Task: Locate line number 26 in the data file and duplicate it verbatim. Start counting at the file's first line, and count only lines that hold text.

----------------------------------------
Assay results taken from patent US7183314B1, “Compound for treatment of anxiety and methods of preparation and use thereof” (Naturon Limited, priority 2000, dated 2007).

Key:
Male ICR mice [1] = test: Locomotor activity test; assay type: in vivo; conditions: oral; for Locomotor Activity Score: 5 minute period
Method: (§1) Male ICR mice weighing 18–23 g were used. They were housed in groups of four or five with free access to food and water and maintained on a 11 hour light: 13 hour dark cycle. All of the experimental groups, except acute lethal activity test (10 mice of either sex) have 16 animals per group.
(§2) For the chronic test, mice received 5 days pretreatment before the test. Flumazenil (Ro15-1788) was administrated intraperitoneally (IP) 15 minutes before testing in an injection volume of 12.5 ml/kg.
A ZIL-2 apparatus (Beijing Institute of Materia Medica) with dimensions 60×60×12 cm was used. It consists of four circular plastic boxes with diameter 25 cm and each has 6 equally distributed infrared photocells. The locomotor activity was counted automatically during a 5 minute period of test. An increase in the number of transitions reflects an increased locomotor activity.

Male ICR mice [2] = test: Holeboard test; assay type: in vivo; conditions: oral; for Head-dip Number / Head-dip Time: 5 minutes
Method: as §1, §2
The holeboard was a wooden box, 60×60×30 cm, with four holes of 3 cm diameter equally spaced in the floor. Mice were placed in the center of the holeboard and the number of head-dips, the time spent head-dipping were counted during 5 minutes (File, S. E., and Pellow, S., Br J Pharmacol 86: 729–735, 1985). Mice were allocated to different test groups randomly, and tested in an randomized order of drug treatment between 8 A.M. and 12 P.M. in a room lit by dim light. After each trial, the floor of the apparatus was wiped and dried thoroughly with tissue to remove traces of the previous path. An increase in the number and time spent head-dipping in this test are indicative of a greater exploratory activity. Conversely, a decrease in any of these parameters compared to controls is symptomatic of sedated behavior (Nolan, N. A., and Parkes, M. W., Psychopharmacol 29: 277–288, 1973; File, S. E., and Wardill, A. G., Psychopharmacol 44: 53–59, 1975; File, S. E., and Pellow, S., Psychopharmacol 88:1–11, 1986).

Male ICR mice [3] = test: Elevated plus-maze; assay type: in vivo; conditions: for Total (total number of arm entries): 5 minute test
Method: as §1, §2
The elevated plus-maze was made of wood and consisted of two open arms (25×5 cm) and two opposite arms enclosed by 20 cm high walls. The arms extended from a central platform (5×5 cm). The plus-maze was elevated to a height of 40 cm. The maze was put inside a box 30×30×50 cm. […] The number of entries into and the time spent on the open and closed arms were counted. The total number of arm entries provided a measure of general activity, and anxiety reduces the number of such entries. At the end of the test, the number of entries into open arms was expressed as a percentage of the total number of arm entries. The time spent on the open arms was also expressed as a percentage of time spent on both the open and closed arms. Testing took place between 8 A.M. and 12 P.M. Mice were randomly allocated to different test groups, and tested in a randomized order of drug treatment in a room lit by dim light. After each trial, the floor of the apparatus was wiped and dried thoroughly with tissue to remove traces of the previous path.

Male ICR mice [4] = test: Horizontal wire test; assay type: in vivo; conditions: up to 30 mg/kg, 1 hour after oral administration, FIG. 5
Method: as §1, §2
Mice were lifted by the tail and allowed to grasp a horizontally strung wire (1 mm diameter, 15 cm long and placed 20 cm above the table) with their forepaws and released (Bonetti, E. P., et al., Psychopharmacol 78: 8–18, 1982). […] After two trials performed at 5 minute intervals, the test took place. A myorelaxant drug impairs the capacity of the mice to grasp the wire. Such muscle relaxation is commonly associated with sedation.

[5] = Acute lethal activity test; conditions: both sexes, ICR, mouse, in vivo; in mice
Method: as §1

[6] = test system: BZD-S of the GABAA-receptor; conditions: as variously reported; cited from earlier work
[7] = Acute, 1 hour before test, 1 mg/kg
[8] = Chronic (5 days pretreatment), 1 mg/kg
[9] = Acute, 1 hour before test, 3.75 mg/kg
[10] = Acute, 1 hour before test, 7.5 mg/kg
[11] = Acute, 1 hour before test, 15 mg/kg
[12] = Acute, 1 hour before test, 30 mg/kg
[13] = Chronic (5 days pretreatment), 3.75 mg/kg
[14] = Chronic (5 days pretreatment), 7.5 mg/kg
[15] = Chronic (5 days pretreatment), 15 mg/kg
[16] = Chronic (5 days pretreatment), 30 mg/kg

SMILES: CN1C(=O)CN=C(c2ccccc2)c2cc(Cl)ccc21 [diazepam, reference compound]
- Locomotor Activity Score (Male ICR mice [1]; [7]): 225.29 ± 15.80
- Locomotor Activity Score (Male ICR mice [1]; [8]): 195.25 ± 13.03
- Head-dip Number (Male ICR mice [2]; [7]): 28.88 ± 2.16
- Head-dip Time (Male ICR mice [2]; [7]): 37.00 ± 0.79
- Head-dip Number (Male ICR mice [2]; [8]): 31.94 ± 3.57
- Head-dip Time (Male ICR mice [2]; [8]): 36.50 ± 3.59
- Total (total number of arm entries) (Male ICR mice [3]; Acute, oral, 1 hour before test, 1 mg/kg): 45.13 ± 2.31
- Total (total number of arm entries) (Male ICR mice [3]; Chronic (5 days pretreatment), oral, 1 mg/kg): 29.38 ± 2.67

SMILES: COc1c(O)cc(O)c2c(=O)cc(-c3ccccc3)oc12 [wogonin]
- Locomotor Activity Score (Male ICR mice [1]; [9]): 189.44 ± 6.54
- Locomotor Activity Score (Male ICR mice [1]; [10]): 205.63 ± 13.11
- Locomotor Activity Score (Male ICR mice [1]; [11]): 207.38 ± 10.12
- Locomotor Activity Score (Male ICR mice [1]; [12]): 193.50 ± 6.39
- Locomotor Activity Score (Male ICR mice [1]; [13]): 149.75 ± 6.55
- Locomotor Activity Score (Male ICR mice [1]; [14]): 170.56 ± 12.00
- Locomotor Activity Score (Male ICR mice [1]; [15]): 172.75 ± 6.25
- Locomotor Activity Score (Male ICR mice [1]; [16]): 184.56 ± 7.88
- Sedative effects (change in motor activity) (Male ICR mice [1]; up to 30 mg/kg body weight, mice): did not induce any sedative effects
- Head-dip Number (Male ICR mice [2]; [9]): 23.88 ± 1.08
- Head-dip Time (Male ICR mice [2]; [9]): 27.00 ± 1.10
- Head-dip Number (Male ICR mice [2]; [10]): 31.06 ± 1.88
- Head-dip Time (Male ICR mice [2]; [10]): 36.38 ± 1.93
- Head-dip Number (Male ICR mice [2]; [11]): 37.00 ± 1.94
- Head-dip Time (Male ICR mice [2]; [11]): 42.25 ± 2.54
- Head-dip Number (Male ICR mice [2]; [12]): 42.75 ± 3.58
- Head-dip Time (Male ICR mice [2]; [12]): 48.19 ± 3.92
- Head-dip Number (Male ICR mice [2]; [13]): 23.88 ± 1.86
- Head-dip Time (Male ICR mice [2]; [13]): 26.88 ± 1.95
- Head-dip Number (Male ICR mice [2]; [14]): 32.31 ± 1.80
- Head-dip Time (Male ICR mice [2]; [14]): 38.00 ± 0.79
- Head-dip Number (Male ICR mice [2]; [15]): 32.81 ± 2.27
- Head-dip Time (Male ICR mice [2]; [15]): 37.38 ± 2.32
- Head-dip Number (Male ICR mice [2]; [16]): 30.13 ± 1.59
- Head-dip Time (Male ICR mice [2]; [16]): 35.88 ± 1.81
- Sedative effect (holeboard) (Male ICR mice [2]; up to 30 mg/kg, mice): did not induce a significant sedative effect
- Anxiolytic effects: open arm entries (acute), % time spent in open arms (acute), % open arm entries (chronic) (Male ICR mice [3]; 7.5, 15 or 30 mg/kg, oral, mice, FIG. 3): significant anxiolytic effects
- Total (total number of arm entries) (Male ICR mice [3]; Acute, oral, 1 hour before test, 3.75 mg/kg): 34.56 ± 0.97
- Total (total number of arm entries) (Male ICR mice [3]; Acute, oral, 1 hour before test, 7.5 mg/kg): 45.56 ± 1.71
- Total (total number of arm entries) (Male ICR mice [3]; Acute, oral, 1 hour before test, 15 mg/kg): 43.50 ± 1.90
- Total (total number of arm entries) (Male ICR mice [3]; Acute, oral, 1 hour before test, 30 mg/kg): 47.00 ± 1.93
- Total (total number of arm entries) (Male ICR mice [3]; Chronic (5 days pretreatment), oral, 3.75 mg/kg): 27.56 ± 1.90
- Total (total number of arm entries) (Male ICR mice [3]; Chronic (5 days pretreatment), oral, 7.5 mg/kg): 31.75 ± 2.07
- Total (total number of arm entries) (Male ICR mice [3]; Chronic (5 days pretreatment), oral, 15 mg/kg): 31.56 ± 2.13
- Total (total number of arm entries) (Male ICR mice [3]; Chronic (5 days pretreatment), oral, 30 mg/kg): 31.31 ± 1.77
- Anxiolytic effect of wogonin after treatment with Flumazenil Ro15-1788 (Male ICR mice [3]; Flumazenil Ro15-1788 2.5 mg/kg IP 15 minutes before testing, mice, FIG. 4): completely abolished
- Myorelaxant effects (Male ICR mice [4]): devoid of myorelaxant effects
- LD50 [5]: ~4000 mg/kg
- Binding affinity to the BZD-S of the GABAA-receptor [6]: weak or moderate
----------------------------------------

[14] = Chronic (5 days pretreatment), 7.5 mg/kg